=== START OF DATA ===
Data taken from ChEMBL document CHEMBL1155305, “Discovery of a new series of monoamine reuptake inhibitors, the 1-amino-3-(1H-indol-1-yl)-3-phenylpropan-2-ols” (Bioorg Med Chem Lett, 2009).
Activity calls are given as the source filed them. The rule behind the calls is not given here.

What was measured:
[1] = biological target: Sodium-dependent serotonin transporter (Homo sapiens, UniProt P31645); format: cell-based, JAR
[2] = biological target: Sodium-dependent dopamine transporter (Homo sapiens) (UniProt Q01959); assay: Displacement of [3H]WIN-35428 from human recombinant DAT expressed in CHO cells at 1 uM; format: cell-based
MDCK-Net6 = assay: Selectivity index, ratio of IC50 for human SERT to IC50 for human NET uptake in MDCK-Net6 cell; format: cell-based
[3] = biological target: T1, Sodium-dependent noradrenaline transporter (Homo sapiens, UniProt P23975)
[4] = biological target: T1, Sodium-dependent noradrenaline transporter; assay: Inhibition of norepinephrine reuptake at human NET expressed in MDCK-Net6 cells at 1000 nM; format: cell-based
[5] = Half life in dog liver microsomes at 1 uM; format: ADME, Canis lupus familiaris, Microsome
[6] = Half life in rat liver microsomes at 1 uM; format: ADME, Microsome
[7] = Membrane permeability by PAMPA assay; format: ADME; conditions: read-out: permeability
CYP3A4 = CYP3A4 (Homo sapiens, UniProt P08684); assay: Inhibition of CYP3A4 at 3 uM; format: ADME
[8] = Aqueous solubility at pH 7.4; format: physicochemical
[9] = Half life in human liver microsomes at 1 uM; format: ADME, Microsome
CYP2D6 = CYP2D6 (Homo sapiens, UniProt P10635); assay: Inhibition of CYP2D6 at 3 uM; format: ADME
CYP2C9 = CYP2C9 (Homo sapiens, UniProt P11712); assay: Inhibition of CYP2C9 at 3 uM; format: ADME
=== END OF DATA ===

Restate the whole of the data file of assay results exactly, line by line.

Data taken from ChEMBL document CHEMBL1155305, “Discovery of a new series of monoamine reuptake inhibitors, the 1-amino-3-(1H-indol-1-yl)-3-phenylpropan-2-ols” (Bioorg Med Chem Lett, 2009).
Activity calls are given as the source filed them. The rule behind the calls is not given here.

What was measured:
[1] = biological target: Sodium-dependent serotonin transporter (Homo sapiens, UniProt P31645); format: cell-based, JAR
[2] = biological target: Sodium-dependent dopamine transporter (Homo sapiens) (UniProt Q01959); assay: Displacement of [3H]WIN-35428 from human recombinant DAT expressed in CHO cells at 1 uM; format: cell-based
MDCK-Net6 = assay: Selectivity index, ratio of IC50 for human SERT to IC50 for human NET uptake in MDCK-Net6 cell; format: cell-based
[3] = biological target: T1, Sodium-dependent noradrenaline transporter (Homo sapiens, UniProt P23975)
[4] = biological target: T1, Sodium-dependent noradrenaline transporter; assay: Inhibition of norepinephrine reuptake at human NET expressed in MDCK-Net6 cells at 1000 nM; format: cell-based
[5] = Half life in dog liver microsomes at 1 uM; format: ADME, Canis lupus familiaris, Microsome
[6] = Half life in rat liver microsomes at 1 uM; format: ADME, Microsome
[7] = Membrane permeability by PAMPA assay; format: ADME; conditions: read-out: permeability
CYP3A4 = CYP3A4 (Homo sapiens, UniProt P08684); assay: Inhibition of CYP3A4 at 3 uM; format: ADME
[8] = Aqueous solubility at pH 7.4; format: physicochemical
[9] = Half life in human liver microsomes at 1 uM; format: ADME, Microsome
CYP2D6 = CYP2D6 (Homo sapiens, UniProt P10635); assay: Inhibition of CYP2D6 at 3 uM; format: ADME
CYP2C9 = CYP2C9 (Homo sapiens, UniProt P11712); assay: Inhibition of CYP2C9 at 3 uM; format: ADME